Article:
IMF Blog IMF Blog

What a Drag: The Burden of Nonperforming Loans on Credit in the Euro Area

High and rising levels of nonperforming loans in the euro area have burdened bank balance sheets and acted as a drag on bank profits. Banks, striving to maintain provisions to cover bad loans, have had fewer earnings to build-up their capital buffers. This combination of weak profits and a decline in the quality of bank assets, resulting in tighter lending standards, has created challenging conditions when it comes to new lending.

We took a closer look at this relationship and the policies to help fix the problem in our latest Global Financial Stability Report because credit is the grease that helps the economy function.

The stock of nonperforming loans has doubled since the start of 2009 and now stands at more than €800 billion for the euro area as whole (see chart). Around 60 percent of these nonperforming loans stem from the corporate loan book.

NPLs chart

Resolution of nonperforming loans 

There is a need to resolve this large stock of nonperforming loans clogging bank balance sheets. But there has not been much progress to date. The stock of nonperforming loans continues to rise, albeit at a slower pace than before, and banks have sold less than 6 % of the stock of nonperforming loans. Resolution has been hampered by three key factors.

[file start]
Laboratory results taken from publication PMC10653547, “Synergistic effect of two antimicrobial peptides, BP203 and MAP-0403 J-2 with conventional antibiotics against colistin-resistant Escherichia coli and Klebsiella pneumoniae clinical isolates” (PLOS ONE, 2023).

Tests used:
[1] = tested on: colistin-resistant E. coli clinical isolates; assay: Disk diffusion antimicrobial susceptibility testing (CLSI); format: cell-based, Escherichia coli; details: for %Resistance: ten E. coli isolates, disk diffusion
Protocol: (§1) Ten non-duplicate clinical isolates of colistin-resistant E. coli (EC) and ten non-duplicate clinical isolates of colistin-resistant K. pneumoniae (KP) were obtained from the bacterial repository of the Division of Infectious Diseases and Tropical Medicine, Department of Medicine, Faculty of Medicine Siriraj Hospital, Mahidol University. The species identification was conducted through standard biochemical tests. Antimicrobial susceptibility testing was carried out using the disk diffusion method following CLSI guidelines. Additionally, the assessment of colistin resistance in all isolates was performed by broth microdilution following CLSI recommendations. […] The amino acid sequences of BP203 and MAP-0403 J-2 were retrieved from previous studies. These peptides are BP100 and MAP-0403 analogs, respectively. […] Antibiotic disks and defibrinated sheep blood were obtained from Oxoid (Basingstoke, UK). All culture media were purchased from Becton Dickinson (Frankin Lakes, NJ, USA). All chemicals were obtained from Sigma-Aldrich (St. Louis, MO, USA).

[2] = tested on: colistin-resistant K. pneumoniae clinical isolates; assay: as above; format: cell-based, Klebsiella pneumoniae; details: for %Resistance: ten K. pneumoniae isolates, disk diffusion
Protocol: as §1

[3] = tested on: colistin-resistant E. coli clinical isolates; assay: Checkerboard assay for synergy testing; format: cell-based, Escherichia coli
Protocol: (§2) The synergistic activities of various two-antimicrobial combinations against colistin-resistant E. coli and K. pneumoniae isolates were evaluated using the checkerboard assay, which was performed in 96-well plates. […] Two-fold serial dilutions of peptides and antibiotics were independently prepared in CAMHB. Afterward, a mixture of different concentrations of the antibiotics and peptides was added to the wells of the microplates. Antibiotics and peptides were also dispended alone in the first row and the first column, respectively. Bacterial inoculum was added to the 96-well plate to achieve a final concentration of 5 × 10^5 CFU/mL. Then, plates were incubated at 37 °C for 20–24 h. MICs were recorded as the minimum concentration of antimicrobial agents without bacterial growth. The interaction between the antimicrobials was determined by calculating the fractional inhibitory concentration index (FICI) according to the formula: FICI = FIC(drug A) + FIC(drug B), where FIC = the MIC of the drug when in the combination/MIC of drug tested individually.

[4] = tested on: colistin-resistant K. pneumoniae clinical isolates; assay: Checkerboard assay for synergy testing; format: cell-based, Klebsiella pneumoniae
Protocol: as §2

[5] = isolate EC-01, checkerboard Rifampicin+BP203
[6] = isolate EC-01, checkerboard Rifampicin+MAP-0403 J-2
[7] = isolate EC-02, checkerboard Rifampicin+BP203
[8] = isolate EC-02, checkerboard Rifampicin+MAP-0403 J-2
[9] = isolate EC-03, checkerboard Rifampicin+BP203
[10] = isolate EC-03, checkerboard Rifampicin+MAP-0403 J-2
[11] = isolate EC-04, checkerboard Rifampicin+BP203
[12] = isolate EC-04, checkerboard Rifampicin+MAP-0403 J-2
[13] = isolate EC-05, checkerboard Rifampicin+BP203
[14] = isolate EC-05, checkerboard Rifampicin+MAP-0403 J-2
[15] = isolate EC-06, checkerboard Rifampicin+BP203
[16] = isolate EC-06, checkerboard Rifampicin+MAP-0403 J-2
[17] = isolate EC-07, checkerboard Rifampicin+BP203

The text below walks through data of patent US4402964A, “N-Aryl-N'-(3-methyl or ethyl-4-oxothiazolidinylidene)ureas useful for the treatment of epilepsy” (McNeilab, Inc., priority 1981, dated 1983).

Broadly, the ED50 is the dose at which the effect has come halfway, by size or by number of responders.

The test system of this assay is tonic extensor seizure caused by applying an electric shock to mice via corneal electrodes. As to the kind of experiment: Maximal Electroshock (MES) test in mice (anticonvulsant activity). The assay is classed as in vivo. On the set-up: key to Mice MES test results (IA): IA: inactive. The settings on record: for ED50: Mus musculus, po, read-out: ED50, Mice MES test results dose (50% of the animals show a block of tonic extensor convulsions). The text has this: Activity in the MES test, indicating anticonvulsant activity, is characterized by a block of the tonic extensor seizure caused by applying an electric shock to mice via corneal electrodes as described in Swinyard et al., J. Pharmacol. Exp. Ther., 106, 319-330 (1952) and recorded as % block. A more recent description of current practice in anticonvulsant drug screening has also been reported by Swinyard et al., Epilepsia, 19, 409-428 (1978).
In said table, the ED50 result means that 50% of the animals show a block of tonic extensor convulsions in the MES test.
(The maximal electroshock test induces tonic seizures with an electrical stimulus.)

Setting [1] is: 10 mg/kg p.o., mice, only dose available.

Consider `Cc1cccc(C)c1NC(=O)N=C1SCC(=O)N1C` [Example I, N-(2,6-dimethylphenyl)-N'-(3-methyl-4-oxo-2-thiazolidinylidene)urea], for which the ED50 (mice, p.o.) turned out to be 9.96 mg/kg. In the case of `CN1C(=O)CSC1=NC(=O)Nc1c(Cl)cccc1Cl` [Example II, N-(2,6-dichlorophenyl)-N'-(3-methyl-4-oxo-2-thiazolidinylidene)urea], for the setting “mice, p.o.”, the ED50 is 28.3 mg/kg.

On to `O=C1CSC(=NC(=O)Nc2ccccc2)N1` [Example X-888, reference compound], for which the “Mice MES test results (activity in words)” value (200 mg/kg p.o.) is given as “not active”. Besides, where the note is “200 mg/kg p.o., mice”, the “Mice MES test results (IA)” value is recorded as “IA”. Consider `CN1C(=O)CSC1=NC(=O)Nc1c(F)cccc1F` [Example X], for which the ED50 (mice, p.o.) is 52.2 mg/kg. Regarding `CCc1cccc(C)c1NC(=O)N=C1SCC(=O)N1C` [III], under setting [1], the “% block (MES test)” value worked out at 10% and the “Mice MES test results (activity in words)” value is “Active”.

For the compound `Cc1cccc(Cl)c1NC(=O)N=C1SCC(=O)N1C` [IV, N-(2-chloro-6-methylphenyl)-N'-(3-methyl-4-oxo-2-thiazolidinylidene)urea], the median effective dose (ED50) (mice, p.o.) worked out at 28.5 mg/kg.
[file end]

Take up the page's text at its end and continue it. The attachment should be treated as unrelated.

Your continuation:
Cleanup of bank balance sheets 

Policymakers and banks have two other avenues they should pursue.

First, banks need to clean up their balance sheets. The ongoing assessment of banks, conducted by the European Central Bank and the European Banking Authority is a first step in this process. The assessment needs to be credible, reliable and transparent, and should be followed by remedial actions that are implemented on a timely basis and clearly communicated to the market.

In parallel, further actions are needed to fully address the constraints impeding the resolution of nonperforming assets:

New sources of credit 

Along with measures to facilitate an increase in corporate equity levels, including via targeted measures to encourage debt-for-equity swaps, authorities and markets could develop nonbank sources of credit, including bonds, further. However, officials need to ensure that effective regulation and supervision of nonbank entities should accompany these efforts to avoid building future problems.

Euro area policymakers face a daunting task in addressing the legacy debt burden to help complete the transition to an integrated financial system. Without significant policy efforts to address the burden of nonperforming loans, some economies may find they remain stuck in the mire of low profitability, low credit and low growth.